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  • 黄金裕 08-05

      So saying she bound on her glittering golden sandals,imperishable, with which she can fly like the wind over land or sea;she grasped the redoubtable bronze-shod spear, so stout and sturdy andstrong, wherewith she quells the ranks of heroes who have displeasedher, and down she darted from the topmost summits of Olympus,whereon forthwith she was in Ithaca, at the gateway of Ulysses' house,disguised as a visitor, Mentes, chief of the Taphians, and she helda bronze spear in her hand. There she found the lordly suitorsseated on hides of the oxen which they had killed and eaten, andplaying draughts in front of the house. Men-servants and pages werebustling about to wait upon them, some mixing wine with water in themixing-bowls, some cleaning down the tables with wet sponges andlaying them out again, and some cutting up great quantities of meat.

  • 李建国 08-05

      BOOK XXIV.

  • 马越飞 08-05

       Thus did he speak. The others all of them applauded his saying,and sent their servants to fetch the presents. Then Euryalus said,"King Alcinous, I will give the stranger all the satisfaction yourequire. He shall have sword, which is of bronze, all but the hilt,which is of silver. I will also give him the scabbard of newly sawnivory into which it fits. It will be worth a great deal to him."

  • 张希贤 08-05

      Eumaeus answered, "Old man, no traveller who comes here with newswill get Ulysses' wife and son to believe his story. Nevertheless,tramps in want of a lodging keep coming with their mouths full oflies, and not a word of truth; every one who finds his way to Ithacagoes to my mistress and tells her falsehoods, whereon she takes themin, makes much of them, and asks them all manner of questions,crying all the time as women will when they have lost theirhusbands. And you too, old man, for a shirt and a cloak woulddoubtless make up a very pretty story. But the wolves and birds ofprey have long since torn Ulysses to pieces, or the fishes of thesea have eaten him, and his bones are lying buried deep in sand uponsome foreign shore; he is dead and gone, and a bad business it isfor all his friends- for me especially; go where I may I shall neverfind so good a master, not even if I were to go home to my motherand father where I was bred and born. I do not so much care,however, about my parents now, though I should dearly like to see themagain in my own country; it is the loss of Ulysses that grieves memost; I cannot speak of him without reverence though he is here nolonger, for he was very fond of me, and took such care of me thatwhereever he may be I shall always honour his memory."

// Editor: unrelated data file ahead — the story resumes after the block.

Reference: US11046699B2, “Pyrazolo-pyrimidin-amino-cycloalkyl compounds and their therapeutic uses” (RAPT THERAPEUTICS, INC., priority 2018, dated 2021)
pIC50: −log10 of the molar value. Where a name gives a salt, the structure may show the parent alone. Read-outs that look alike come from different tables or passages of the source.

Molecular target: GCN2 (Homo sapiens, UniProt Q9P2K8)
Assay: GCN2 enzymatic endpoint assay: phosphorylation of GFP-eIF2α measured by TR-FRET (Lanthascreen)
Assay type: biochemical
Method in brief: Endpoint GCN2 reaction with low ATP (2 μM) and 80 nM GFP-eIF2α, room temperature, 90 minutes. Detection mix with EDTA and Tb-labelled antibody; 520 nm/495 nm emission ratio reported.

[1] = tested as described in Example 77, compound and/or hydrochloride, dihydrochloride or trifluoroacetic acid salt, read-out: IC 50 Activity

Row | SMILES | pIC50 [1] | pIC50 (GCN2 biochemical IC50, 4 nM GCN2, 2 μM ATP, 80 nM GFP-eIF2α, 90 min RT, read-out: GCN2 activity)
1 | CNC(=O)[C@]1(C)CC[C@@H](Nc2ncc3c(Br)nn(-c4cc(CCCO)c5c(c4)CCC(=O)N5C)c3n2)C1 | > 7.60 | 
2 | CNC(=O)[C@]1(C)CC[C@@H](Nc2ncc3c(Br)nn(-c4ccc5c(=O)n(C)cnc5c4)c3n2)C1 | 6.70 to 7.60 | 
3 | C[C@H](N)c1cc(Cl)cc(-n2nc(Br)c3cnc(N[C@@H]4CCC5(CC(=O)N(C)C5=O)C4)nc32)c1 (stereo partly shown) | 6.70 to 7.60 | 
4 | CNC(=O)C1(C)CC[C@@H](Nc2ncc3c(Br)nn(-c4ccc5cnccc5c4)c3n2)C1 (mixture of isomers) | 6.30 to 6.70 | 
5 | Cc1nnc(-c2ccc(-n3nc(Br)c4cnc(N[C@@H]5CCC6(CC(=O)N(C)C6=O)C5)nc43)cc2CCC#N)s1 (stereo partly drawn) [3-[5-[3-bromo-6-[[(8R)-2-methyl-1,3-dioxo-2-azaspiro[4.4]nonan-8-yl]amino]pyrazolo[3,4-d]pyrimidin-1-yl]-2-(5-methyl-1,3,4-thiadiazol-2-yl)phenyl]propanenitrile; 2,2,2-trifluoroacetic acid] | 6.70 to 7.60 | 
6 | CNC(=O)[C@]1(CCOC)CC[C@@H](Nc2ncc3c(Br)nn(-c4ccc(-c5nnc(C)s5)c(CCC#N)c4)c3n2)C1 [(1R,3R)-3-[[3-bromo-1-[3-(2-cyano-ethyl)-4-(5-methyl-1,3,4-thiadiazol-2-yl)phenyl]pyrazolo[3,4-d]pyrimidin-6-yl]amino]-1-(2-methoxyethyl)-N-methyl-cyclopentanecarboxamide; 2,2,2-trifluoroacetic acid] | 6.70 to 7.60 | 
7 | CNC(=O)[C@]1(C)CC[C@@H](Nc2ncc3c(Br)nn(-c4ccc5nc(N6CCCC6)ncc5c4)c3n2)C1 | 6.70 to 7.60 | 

• 胡府 08-04

    {  "As for me I live out of the way here with the pigs, and never go tothe town unless when Penelope sends for me on the arrival of some newsabout Ulysses. Then they all sit round and ask questions, both thosewho grieve over the king's absence, and those who rejoice at itbecause they can eat up his property without paying for it. For my ownpart I have never cared about asking anyone else since the time when Iwas taken in by an Aetolian, who had killed a man and come a longway till at last he reached my station, and I was very kind to him. Hesaid he had seen Ulysses with Idomeneus among the Cretans, refittinghis ships which had been damaged in a gale. He said Ulysses wouldreturn in the following summer or autumn with his men, and that hewould bring back much wealth. And now you, you unfortunate old man,since fate has brought you to my door, do not try to flatter me inthis way with vain hopes. It is not for any such reason that I shalltreat you kindly, but only out of respect for Jove the god ofhospitality, as fearing him and pitying you."

  • 何明一 08-03

      "Telemachus," said she, addressing her son, "I fear you are nolonger so discreet and well conducted as you used to be. When you wereyounger you had a greater sense of propriety; now, however, that youare grown up, though a stranger to look at you would take you forthe son of a well-to-do father as far as size and good looks go,your conduct is by no means what it should be. What is all thisdisturbance that has been going on, and how came you to allow astranger to be so disgracefully ill-treated? What would havehappened if he had suffered serious injury while a suppliant in ourhouse? Surely this would have been very discreditable to you."}

  • 颜沛青 08-03